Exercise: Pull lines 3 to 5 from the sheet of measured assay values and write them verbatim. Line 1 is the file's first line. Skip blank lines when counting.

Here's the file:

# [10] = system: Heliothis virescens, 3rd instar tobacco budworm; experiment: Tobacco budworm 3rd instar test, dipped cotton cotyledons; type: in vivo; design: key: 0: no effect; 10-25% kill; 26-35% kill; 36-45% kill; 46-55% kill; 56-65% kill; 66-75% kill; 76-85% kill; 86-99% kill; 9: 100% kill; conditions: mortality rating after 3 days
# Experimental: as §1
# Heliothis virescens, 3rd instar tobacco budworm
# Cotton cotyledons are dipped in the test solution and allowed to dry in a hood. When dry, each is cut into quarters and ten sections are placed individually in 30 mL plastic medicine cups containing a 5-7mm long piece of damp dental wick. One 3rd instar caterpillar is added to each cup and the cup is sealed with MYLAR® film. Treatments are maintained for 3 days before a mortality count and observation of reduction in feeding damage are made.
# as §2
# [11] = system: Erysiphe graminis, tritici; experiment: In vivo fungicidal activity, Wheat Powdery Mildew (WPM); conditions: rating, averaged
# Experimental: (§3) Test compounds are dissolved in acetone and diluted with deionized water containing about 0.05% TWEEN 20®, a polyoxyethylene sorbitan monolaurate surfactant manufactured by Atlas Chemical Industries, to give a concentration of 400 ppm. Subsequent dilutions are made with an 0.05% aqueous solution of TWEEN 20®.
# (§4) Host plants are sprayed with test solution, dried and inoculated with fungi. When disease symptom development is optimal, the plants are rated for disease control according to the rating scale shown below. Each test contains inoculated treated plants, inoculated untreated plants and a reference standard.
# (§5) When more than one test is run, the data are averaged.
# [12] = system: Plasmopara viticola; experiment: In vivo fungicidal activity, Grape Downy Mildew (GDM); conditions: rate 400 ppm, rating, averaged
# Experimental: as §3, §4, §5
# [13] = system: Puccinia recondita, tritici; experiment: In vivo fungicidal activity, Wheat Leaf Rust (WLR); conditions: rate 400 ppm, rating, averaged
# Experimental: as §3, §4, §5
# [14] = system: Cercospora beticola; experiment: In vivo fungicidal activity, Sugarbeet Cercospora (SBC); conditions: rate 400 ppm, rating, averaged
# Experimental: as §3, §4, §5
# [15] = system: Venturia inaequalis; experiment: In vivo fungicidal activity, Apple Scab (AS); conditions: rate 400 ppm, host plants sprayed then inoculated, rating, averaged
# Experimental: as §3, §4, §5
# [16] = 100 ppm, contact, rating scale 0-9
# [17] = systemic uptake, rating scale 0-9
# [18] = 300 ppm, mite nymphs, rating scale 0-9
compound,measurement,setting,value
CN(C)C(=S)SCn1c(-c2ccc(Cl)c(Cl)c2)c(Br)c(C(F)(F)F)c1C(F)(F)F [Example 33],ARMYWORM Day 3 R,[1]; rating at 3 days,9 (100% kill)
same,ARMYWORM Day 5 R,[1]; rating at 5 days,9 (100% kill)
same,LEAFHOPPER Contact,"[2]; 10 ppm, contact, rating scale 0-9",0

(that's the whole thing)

# Heliothis virescens, 3rd instar tobacco budworm
# Cotton cotyledons are dipped in the test solution and allowed to dry in a hood. When dry, each is cut into quarters and ten sections are placed individually in 30 mL plastic medicine cups containing a 5-7mm long piece of damp dental wick. One 3rd instar caterpillar is added to each cup and the cup is sealed with MYLAR® film. Treatments are maintained for 3 days before a mortality count and observation of reduction in feeding damage are made.
# as §2